Launched at a public meeting on December 5, 2019, the Affordable and Rental Housing Community Improvement Plan provides a legal basis for the Town to subsidize housing. On Monday September 28, another Public meeting (chaired by Nicole Beatty) explained to Council and the public what was being proposed and asked for public feedback. The “in-person” audience was about a dozen but more would have watched proceedings via You-Tube streaming. Public meetings allow for citizens to support or oppose the idea but in this case, I counted seven presenters, all in favour. Nobody objected although as Keith Oliver pointed out, this is only a framework or pathway. Council has yet to approve it and allocate budget. Although subsidized housing is a County responsibility, the county expressed support of the idea in a letter to Council although their letter has not yet been made public.
During the summer (and still continuing), draft proposals were online at Engage Cobourg and public input was requested. But there is a statutory requirement for a public meeting and that’s what the Monday meeting was.
The meeting started with a presentation by the consultants – Dana Anderson and Kelly Martel, MHBC Planning – see links below for a copy of their presentation (the same as what’s online at Engage Cobourg).
Because of input from the public, the primary focus of support will be for “Purpose Built rental housing” and “second units” – that’s apartments added to existing houses. Here are the programs proposed for those.
|Purpose Built Rental Housing||– Rental Housing Planning and Building Fee Waiver Program
– Rental Housing Development Charge Grant Program
– Rental Housing Property Tax Grant Program
– Rental Housing Cash-in-Lieu of Parking Reduction Program
|Second Units||– Second Unit Planning and Building Fee Reduction Program
– Second Unit Renovation and Construction Grant Program
See the full presentation (link below) for more on lower priority areas.
Councillor Questions (highlights)
Councillor Emily Chorley asked “how much budget is required to meet the goal of 38 affordable units per year?” Director Glenn McGlashon replied that the 2020 budget was $125K and about $200K – $250K per year would be required.
Deputy Mayor Suzanne Séguin asked “where would be the best place to put funds?” The response was that second units would provide a “quick fix” but direct funding of rental units would be good too.
Suzanne also asked if taxes would increase on properties improved for second units. Ian Davey said that they would but the tax classification would remain residential (and not multi-units) so it would only be in proportion to the increased MPAC valuation. This takes account of project valuation as indicated on the building permit.
Councillor Beatty asked “How do we know that the applicant is using the unit for affordable Housing and not as an Airbnb unit?” The program would require an agreement with the town – e.g. for 10 years – and the program does include extensive monitoring. If the agreement is broken, the support money would have to be returned.
The County of Northumberland wrote a supportive letter that will be included in the public record of the meeting once it’s published.
Adam White made a presentation on Zoom but there was no sound on the streamed version so I have no report on this. A transcript will be included in the public record of the meeting once it’s published.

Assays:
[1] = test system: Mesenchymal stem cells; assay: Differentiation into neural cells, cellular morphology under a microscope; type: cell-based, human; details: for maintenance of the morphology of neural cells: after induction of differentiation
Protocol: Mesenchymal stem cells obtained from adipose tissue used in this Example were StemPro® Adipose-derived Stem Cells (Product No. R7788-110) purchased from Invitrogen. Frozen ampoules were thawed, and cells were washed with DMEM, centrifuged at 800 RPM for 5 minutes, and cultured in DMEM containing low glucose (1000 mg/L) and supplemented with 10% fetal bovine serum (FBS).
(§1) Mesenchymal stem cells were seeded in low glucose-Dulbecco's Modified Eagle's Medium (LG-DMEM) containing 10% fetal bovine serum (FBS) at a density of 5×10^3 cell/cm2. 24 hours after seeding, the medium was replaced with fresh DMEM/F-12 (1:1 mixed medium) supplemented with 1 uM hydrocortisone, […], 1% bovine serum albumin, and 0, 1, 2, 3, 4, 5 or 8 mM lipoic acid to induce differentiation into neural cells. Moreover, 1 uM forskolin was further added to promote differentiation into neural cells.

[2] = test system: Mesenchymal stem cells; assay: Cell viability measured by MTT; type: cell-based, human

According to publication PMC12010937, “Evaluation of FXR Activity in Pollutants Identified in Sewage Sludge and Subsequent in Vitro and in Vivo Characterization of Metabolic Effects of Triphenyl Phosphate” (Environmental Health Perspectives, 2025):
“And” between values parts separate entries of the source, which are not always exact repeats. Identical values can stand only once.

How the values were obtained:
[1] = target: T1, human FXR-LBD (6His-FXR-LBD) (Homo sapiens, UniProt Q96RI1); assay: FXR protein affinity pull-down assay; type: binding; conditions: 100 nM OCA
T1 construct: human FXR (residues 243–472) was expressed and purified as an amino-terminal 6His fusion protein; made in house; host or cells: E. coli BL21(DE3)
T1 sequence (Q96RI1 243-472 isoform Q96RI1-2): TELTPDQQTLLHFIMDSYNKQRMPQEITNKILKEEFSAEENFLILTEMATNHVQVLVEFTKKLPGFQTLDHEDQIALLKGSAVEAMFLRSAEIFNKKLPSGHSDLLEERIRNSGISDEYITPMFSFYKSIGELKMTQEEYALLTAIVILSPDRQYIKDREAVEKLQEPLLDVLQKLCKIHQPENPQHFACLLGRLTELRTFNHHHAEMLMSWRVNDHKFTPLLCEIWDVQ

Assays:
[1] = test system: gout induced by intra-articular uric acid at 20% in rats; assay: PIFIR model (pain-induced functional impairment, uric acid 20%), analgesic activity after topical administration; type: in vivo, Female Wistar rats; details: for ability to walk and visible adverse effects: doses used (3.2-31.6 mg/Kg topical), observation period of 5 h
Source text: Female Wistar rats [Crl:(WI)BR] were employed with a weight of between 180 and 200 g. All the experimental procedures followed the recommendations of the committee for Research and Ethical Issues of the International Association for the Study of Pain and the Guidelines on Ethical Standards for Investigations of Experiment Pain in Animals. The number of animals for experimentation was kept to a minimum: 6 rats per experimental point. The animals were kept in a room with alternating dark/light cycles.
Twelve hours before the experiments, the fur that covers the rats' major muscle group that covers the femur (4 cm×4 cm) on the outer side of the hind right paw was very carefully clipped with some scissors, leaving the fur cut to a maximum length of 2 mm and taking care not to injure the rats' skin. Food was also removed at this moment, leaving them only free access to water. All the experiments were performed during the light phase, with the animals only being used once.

Meaghan Macdonald, Executive Director of Habitat for Humanity Northumberland and co-chair of Northumberland Affordable Housing Committee, was strongly supportive. She commented that the program was not just for affordable housing but also attainable and rental housing, She said there was a need across the housing continuum. Speaking for Habitat, she said that “we are really excited to see some creative housing solutions … including secondary suite development..”
Gigi Ludorf-Weaver was pleased with the program – particularly that it included sustainability as a goal even though that’s quite different to affordability. She praised the Town for its “culture of sustainability”.
Ben Burd made a number of points and made a suggestion. He asked “when will the grants pay for themselves?” and commented that relying on the private sector was risky. He asked “what happens when the building is sold? Is there a covenant on the deed?”
Noting that the CIP allows the town to provide surplus land (e.g. at Northam Park or Tannery land) and that Northam Park provides a healthy dividend, he suggested that the Town take on building affordable housing itself. He said that it has the land and the money “all it needs is the political will”. Ben commented that he doesn’t think the County is working hard at it or being efficient. However, he suggested that once the Town builds affordable units, they could be handed over to the County to administer.
Lew (I couldn’t catch his last name) said that he had just heard about the program but it would be great helping him with his plans to add a second unit to his house.
Keith Oliver said that the CIP is important and good but is only a framework or pathway. He asked “What’s next?”. He pointed out significant housing problems at a National level with a large number of questions. He suggested that Cobourg Council “take up a leadership role, and along with others, establish a Roundtable on Affordable Housing for All”. If Council doesn’t do this, who will?
No-one spoke in opposition.
The final version of the CIP will be presented at a Council Committee of the Whole meeting (no date yet), then at a Regular meeting for final approval. During the 2021 budget approval process, Council will approve (or not) funds for the program and, if funds are approved, individual projects would be approved during 2021. There was no comment from any Councilor on Ben’s or Keith’s suggestions.
- Affordable Housing CIPO presentation by MHBC Planning
- Affordable Housing Public Meeting – 8 Dec 2019